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Count on Your Census

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Count on Your Census

Asian Americans Advancing Justice

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Asian Americans Advancing Justice created Count On Your Census to promote a robust response to our nation’s Decennial Census. Each census response is a piece of a puzzle that, when completed, creates a picture of who we are as Americans, and how best the country’s resources can be shared. It determines how the federal government funds and responds to the specific needs of your family and neighbors like schools, hospitals, roads, and community centers. Count On Your Census answers your questi ...
 
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We launched this podcast to tell the story of the 2020 Census. It starts with the U.S. Census Bureau and its unassailable role in collecting population data and ends, until next decade, with the just deployment of federal funding and political representation. Census data paints a portrait of a changing America and directs us in how to meet their sp…
 
Census 2020 is about to have its moment. Our nation’s most complex peacetime mobilization has survived both a global pandemic and a former president bent on undermining its mission. In a matter of weeks, the U.S. Census Bureau will release state by state population data to determine how 435 seats in the U.S. House of Representatives are apportioned…
 
Arturo Vargas was not surprised when then President Trump sought to manipulate the 2020 Census for partisan advantage. As CEO of the NALEO (National Association of Latino and Elected Officials) Educational Fund, he saw it as another scheme to disenfranchise undocumented immigrants and other people of color from receiving the federal resources and p…
 
It takes years of planning and many experts to design our nation’s Decennial Census. Leaders from multiple sectors, convened by the US Census Bureau, provide guidance on how to craft a survey that will deliver a complete count of our entire population. This process requires Task Forces on technology, messaging, undercounted communities and even pre…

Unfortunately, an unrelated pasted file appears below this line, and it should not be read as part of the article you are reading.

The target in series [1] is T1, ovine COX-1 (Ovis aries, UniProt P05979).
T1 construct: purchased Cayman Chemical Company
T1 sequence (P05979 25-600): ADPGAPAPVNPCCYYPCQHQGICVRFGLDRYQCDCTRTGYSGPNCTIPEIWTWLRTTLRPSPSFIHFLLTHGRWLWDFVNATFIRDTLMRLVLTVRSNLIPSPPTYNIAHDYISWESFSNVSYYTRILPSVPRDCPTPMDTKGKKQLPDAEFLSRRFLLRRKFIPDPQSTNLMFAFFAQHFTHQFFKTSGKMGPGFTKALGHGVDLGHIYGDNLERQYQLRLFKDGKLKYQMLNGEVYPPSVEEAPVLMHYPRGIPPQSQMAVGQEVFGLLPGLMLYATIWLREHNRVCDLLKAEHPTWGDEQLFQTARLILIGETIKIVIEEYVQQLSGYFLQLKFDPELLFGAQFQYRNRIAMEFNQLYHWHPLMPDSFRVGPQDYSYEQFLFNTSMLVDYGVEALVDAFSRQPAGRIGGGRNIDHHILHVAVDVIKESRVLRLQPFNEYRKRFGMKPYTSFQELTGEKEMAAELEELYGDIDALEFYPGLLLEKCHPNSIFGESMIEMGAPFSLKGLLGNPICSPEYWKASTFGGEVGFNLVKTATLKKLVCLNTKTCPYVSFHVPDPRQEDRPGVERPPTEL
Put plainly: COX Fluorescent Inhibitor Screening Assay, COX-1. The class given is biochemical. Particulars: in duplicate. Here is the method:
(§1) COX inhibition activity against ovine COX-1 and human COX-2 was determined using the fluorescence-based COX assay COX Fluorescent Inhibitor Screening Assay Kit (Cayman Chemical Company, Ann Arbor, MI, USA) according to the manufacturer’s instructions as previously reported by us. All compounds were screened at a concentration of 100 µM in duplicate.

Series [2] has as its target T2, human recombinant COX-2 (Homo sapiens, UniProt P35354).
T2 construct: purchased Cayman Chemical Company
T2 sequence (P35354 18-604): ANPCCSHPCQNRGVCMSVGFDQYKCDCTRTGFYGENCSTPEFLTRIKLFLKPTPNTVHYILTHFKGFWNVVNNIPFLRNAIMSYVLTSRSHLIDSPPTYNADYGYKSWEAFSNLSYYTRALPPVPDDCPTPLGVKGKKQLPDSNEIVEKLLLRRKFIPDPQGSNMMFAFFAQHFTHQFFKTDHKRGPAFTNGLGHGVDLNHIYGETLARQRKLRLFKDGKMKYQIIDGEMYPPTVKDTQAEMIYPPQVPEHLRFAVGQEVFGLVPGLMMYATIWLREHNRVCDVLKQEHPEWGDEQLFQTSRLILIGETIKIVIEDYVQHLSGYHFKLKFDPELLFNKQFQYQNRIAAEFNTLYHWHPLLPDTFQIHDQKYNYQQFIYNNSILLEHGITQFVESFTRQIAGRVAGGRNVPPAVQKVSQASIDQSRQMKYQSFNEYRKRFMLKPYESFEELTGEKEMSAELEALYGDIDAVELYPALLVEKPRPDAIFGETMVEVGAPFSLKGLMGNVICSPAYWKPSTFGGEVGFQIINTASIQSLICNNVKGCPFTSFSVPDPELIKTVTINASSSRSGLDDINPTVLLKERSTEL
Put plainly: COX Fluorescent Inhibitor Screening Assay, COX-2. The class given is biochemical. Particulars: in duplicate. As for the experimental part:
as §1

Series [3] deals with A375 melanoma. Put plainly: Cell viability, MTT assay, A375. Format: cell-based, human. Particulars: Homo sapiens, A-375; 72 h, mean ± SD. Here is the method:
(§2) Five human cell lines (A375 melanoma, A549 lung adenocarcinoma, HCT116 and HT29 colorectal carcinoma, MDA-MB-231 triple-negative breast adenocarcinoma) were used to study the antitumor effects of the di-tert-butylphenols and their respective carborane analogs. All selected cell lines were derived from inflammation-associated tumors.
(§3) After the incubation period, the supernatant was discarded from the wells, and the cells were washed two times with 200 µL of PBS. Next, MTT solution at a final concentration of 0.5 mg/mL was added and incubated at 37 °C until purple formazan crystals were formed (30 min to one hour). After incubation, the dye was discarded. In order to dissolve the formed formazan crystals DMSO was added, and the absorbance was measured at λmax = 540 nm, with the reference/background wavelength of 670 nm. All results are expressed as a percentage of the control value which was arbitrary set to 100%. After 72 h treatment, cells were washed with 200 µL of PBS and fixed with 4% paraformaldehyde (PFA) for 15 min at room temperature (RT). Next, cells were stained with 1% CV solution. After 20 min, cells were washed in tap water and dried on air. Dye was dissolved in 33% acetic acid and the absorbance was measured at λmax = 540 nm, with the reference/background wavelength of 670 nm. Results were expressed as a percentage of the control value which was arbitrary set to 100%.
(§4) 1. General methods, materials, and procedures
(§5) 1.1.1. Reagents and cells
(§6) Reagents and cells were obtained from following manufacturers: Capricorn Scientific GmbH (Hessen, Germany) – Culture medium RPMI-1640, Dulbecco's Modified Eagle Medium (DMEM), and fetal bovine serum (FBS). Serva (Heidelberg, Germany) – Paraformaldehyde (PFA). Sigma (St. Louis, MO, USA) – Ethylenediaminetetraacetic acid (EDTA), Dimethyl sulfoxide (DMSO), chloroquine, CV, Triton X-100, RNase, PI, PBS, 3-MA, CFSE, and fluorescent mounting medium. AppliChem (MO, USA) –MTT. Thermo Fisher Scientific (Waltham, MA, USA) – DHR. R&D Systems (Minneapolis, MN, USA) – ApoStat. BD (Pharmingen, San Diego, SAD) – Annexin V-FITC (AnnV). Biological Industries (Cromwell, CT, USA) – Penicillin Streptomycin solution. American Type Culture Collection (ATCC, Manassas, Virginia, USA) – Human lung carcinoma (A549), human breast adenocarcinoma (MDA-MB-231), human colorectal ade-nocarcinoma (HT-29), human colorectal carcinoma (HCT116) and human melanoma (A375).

The U.S. Census produces our nation’s most complete database of information about American households and communities. Racial and ethnic classifications on the census are vital to developing a full picture of America and to ensure that federal resources and representation are equitably apportioned. But what do we know about the census in other coun…
 
When the founding framers mandated a Census in the U.S. Constitution, their vision was to generate a database of information about American households and the communities where they lived. That population data, first collected by marshals, now by enumerators, remains the foundation of federal decision making, determining how federal resources are d…
 
From the national elections to the decennial census, 2020 has provided a masterclass in how antagonistic messengers use social media platforms to spread misinformation and disinformation. These messages, communicated from fringe blogs, the dark web, and the social media ecosystem are not only difficult to track and quantify, but they pose a signifi…
 
When it comes to the Decennial Census, there is no such thing as too much data. It is only when Asian American Pacific Islander data sets are disaggregated that entire communities become visible and significant inequities within those subgroups are revealed. It takes this level of detail to guide government, schools and health providers in serving …
 
The 2020 Census deadline has passed and the national election is over, but the journey for justice is far from done. Our most celebrated civil rights organizations, which have long championed the voting protections and rights of Black, Asian, and Latino Americans, are fully engaged in the fray. They are countering, in both state and federal courts,…